Reminding them of the benign Southern climate, of the fertility of their lands, of the vastly increased demand for the South's great staple and the high prices paid for it, I offered these facts as legitimate bases of hope and encouragement. I said to them that through the rifts in the clouds then above us I could see the hand of Almighty God stretched out to help us in the impending battle with adversity; that He would guide us in the gloom, and bless every manly effort to bring back to desolated homes the sunshine and comforts of former years. I told them the principles for which they had so, grandly fought and uncomplainingly suffered were not lost,--could not be lost,--for they were the principles on which the Fathers had built the Republic, and that the very throne of Jehovah was pledged that truth should triumph and liberty live. As to the thought of their leaving the country, that must be abandoned. It was their duty as patriots to remain and work for the recuperation of our stricken section with the same courage, energy, and devotion with which they had fought for her in war. I urged them to enter cheerfully and hopefully upon the tasks imposed by the fortunes of war, obeying the laws, and giving, as I knew they would, the same loyal support to the general Government which they had yielded to the Confederacy. I closed with a prophecy that passion would speedily die, and that the brave and' magnanimous soldiers of the Union army, when disbanded and scattered among the people, would become promoters of sectional peace and fraternity.
       That prophecy would have been speedily fulfilled but for the calamitous fate that befell the country in the death of President Lincoln; and even in spite of that great misfortune, we should have much sooner reached the era of good-will and sectional concord if the spirit of the soldiers who did the fighting had animated the civilians who did the talking.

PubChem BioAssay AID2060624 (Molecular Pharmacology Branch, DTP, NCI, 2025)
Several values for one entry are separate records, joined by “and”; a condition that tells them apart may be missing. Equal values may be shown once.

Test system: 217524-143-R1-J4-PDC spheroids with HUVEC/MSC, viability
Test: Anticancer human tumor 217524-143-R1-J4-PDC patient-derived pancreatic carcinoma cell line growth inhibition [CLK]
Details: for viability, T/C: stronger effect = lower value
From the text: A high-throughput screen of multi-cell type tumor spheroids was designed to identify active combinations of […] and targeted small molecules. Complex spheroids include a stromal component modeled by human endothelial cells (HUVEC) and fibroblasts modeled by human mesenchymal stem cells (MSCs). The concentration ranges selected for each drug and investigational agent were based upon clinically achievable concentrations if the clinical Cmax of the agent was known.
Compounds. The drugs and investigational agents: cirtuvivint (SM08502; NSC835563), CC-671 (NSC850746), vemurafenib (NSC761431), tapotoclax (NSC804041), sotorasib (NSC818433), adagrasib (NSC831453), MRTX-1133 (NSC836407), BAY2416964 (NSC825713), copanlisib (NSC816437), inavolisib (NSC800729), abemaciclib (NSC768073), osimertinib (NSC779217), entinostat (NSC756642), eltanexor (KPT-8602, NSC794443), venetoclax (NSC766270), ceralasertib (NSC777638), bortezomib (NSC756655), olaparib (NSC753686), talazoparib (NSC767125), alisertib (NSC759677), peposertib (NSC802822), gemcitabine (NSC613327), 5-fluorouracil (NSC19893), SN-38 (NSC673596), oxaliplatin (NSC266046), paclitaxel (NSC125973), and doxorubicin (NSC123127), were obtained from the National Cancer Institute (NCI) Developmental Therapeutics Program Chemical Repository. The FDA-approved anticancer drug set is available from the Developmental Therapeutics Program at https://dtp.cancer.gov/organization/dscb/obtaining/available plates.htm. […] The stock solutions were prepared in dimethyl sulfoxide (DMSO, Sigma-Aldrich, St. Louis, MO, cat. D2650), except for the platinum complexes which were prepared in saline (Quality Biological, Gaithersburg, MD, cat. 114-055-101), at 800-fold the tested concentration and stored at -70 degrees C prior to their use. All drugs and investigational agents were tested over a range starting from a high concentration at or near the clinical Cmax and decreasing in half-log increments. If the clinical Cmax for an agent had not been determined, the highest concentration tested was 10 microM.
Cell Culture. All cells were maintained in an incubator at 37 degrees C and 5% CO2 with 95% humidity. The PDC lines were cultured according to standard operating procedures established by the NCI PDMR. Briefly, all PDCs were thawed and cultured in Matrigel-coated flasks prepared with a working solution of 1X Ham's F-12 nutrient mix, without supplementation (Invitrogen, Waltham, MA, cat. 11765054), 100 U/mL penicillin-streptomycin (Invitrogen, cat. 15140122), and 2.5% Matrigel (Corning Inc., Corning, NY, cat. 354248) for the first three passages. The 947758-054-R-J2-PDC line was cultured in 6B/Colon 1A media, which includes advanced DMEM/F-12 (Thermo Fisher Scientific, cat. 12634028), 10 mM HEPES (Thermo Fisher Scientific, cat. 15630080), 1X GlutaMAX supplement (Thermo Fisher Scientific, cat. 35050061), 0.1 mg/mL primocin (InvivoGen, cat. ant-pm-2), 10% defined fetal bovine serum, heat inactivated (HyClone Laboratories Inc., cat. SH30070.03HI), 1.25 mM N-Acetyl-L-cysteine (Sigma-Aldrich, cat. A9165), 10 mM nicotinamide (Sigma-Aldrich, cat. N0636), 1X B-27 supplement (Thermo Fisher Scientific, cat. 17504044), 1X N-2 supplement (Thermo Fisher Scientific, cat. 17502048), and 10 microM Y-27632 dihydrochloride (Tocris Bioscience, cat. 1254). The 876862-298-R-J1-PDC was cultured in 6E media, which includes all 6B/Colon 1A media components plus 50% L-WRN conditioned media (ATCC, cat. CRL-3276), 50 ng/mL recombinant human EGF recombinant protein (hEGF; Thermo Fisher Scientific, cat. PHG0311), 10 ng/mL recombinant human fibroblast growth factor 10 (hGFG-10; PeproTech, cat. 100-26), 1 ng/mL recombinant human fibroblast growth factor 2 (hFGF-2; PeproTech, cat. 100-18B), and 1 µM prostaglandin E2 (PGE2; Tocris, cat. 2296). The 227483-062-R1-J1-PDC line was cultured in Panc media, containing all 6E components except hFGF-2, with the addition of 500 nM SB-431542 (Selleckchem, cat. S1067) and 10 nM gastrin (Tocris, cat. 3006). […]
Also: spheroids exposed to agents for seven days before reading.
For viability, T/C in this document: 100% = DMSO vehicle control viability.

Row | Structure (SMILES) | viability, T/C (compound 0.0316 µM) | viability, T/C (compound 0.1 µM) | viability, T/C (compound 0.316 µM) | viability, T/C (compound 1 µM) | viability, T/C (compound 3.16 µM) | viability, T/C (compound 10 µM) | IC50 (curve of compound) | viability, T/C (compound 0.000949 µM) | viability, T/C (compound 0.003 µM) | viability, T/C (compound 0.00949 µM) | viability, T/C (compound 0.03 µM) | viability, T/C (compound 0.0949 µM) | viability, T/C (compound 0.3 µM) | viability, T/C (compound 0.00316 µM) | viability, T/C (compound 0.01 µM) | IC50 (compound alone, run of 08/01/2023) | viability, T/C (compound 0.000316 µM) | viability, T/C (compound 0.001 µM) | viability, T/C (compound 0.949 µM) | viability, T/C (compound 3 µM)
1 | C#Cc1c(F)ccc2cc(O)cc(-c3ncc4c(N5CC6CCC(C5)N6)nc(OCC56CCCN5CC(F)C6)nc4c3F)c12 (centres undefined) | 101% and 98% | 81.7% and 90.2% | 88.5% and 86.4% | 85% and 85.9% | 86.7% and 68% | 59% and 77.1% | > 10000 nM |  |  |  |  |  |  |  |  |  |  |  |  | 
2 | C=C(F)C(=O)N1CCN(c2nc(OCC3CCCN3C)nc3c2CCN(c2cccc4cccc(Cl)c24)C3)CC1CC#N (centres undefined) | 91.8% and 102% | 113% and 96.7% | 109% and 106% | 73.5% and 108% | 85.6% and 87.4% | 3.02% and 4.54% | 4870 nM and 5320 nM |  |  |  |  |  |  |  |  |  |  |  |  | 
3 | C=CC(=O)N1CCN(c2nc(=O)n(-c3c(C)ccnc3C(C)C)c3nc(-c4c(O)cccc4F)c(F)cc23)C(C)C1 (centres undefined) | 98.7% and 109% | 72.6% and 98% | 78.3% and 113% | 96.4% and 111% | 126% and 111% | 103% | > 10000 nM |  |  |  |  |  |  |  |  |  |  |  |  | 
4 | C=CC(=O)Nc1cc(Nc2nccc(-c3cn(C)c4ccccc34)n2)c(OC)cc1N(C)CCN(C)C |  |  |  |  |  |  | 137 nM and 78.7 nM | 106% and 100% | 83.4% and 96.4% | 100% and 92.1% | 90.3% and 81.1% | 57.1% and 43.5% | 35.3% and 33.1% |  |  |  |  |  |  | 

As I began to speak from my horse, large numbers of Union soldiers came near to hear what I had to say, giving me a rather queerly mixed audience. The Hon. Elihu Washburne, afterward United States Minister to France, the close friend of both President Lincoln and General Grant, was present at the surrender, as the guest of the Union commander. He either heard this parting speech or else its substance was reported to him. As soon as the formalities were ended, he made himself known to me, and in a most gracious manner expressed his pleasure at the general trend of my remarks. He assured me that the South would receive generous treatment at the hands of the general Government. My special object in referring to Mr. Washburne in this connection is to leave on record an emphatic statement made by him which greatly encouraged me. I can never forget his laconic answer to my inquiry: "Why do you think, Mr. Washburne, that the South will be generously dealt with by the Government?"
       "Because Abraham Lincoln is at its head," was his reply.